Sofi Oksanen is acclaimed Finnish-Estonian writer with attitude, who’s main works (including “Purge”), have gained wide recognition and won her (so far) 12 prizes and awards, including “Le Prix du roman FNAC” and “The Nordic Council Literature Prize”, not to mention several Finnish awards.
“Purge” (which has been translated into 38 languages) is a story about love and passion leads one to desperation and defeat from where the only way out seems to be betrayal. It is a story of how one can and will live remaining of their lives with damaged past, not being haunted and drowning in memories so bitter.
Hope for redemption
Main character – elderly woman Aliide Truu – who lives silently in small settlement away from pulsing cities, receives unexpected guest on a rainy morning past harvest season. A girl – or rather a young woman, Zara – appears in her garden, desorientated and unclear about her motives. Aliide, though hesitating what her own action should be in such situation, decides to do the minimum – bathe, dress, feed, and send the girl off again, not knowing accepting this visitation will open door to past and unveil most gruesome deeds she hoped were buried long ago, deep to her sub-consciousness. And by this sudden event she is given one more chance to remember the sufferings, confess and admit her own atrocities, and hope for redemption. Will she accept it?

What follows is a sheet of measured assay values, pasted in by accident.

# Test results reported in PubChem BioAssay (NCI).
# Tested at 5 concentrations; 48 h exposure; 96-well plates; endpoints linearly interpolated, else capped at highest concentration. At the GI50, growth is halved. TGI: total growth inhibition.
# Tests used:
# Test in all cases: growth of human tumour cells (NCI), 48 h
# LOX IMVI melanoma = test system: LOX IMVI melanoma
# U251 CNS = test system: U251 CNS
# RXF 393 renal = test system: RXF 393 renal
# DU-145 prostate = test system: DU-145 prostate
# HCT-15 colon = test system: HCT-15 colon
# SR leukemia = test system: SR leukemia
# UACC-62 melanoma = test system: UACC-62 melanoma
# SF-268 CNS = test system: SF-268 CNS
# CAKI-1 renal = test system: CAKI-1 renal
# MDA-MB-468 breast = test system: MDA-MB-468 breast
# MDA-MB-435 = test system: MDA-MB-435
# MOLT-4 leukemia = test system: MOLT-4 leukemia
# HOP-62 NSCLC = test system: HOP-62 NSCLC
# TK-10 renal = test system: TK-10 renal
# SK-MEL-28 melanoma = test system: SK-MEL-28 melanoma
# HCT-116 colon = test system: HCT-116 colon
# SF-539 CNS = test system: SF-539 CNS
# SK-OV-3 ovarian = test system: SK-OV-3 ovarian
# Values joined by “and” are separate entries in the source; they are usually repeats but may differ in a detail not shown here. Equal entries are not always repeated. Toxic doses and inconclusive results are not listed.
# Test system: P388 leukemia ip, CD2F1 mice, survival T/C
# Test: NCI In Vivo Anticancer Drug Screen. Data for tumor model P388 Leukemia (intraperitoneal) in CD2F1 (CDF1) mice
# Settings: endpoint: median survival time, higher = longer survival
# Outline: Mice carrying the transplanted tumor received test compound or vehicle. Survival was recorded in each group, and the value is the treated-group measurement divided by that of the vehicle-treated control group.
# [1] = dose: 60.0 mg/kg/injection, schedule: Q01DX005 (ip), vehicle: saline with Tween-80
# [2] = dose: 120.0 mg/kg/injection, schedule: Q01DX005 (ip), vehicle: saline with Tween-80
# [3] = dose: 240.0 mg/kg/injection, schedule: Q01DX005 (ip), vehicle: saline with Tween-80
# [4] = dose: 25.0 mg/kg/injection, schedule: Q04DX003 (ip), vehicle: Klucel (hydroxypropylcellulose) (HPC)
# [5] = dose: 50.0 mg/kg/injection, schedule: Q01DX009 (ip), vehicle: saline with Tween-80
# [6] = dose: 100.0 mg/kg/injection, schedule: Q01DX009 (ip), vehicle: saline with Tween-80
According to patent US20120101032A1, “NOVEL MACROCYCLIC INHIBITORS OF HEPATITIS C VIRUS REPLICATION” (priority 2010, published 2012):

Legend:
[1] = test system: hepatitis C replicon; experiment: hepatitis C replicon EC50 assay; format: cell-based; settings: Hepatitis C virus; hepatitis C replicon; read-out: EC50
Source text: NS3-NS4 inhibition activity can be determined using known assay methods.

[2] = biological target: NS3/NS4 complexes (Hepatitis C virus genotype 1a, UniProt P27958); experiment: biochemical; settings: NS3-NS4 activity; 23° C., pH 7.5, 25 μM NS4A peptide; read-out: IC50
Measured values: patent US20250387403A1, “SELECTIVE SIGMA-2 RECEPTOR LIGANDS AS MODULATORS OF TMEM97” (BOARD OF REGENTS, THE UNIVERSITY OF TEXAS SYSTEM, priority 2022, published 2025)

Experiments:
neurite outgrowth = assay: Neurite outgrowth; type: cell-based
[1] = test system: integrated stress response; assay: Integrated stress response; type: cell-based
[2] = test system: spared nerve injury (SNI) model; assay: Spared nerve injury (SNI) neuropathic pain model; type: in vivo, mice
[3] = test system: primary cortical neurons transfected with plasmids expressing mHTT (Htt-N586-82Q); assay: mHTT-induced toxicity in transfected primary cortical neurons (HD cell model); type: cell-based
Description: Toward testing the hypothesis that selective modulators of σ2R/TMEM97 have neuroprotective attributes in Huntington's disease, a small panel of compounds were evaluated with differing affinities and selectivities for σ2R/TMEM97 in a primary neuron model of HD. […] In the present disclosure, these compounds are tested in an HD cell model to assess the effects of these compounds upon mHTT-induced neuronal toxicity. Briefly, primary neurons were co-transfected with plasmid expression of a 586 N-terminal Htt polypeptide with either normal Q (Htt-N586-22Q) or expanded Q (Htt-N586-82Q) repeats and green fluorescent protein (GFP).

Homologize with Soviet norms
The story builds on several decades of 20th century, interlaced and mixed, drawing images of one ordinary family life intervened by Soviet regime in late 1930-s. One of the main driving force through the story is: Fear – Aliide’s emerging dark memories of her sister Ingel and her perfect husband Hans, Aliide’s own husband Martin she only married out of necessity to homologize with Soviet norms, and Zara’s flee from her enslaver and pimp Pasha. The side characters – husbands Hans and Martin – are also led by fear of how the soviet system steer their lives and how free choice is no option. Which leads Hans to drown in despair and insanity after hiding from the regime for years, and Martin to surrender into a puppet role of exemplary citizen.
Sofi Oksanens’ “Purge” is well written and captivating, but one should be careful, not to generalize or to believe this story applies to the entire society of former Soviet republic(s). It is horrifying example, but ordinary life for ordinary people in Soviet Union was not all horror. This story is one of a kind, and although there are thousands and hundreds of thousands and millions of stories, each has their own print and faces with joy and tragedy interweaved.
By Kerttu Lohmus
Roman ”Renselse” af Sofi Oksanen (original title ”Puhdistus”). Danish translation: Helena Idström. 360 pages. In Denmark published by Rosinante, 2011.Follow Forrbugermania by this RSS feed, or at facebook. This site is optimized for reading on mobil phones, but should you have a Nokia phone please use this App.